Raise Up Missouri seeks to increase the state’s minimum wage

WORKING TO RAISE UP MISSOURI, St. Louis business owner Jonathan Jones (left), owner of the Southwest Diner, and St. Louis City Alderman Scott Ogilvie, discuss the campaign to raise Missouri’s minimum wage to $12 an hour at an organizing and fundraising event last week at the diner. – Richard von Glahn/Jobs with Justice photo

Events across the state organizing volunteers, raising campaign funds

St. Louis business owner Jonathan Jones and St. Louis City Alderman Scott Ogilvie paired up recently to host a fundraiser for Raise Up Missouri, the campaign to raise Missouri’s minimum wage to $12/hour, at Jones’s restaurant, Southwest Diner, 6803 Southwest Ave. in St. Louis.

The event attracted patrons of the restaurant, which was also the first St. Louis eatery to publicly pledge to maintain the $10 city minimum wage established in the city that Governor Eric Greitens and Republicans in the state legislature slashed in August.

The event raised over $1,300 for the campaign and patrons left with clipboards in hand to help gather signatures to get the issue to the ballot.

Alderwoman Sarah Martin was especially excited to see some of her constituents in the crowd and pledged to help organize a canvass for the initiative in her south St. Louis city ward.


Under Missouri’s current minimum wage of $7.70/hour, full-time workers make just $300 a week, less than $16,000 a year.

Raise Up Missouri seeks to gradually increase the state minimum wage by 85 cents a year until it reaches $12/hour in 2023. The increase would directly impact one in five Missouri workers, and indirectly impact one in three.


Laborers Local 110 member Mark Bielicke, who attended the fundraiser, explained his support. “After gathering signatures to repeal so-called ‘right-to-work,’ I am excited to continue to gather for Raise Up Missouri. This initiative is part of the same campaign as defeating ‘right to work’ – it is about making sure Missouri’s working families have an economy that works for us.”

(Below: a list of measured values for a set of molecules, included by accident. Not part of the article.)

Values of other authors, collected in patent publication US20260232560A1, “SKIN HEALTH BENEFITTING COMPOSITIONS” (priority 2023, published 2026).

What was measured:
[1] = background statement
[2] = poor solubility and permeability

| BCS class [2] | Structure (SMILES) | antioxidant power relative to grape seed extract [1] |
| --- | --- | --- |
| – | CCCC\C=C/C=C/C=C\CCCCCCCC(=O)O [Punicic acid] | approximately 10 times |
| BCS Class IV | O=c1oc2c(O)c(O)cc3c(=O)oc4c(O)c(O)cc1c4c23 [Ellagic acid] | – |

Democratic State Representatives Martha Stevens and Kip Kendrick also hosted a similar fundraiser the same night at Café Berlin in Columbia. That was attended by over 50 people and raised an additional $500 for the campaign.

Many of those in attendance in Columbia were college and even high school students, excited to learn how they can help shape the workforce they are entering.

“I wanted to host this event in Mid-Missouri so we could educate the community about this critically important issue around raising the minimum wage” said Representative Stevens.

“Sadly, I know my colleagues in the Republican-led legislature will not prioritize this issue,” Stevens said. “It is up to the power of the people to pass this much needed legislation through the ballot process. Raising the minimum wage is an investment in families and their children in every community in our state.”


Raise Up Missouri needs the same number of signatures as the Citizen’s Veto of  “right-to-work” needed to get on the ballot. Many of the same volunteers who helped collect over 310,000 volunteer signatures on that campaign are now working on behalf of this minimum wage issue.

To volunteer or learn more about the campaign, contact Missouri Jobs with Justice policy director Richard von Glahn at Richard@mojwj.org or 314-540-2049.

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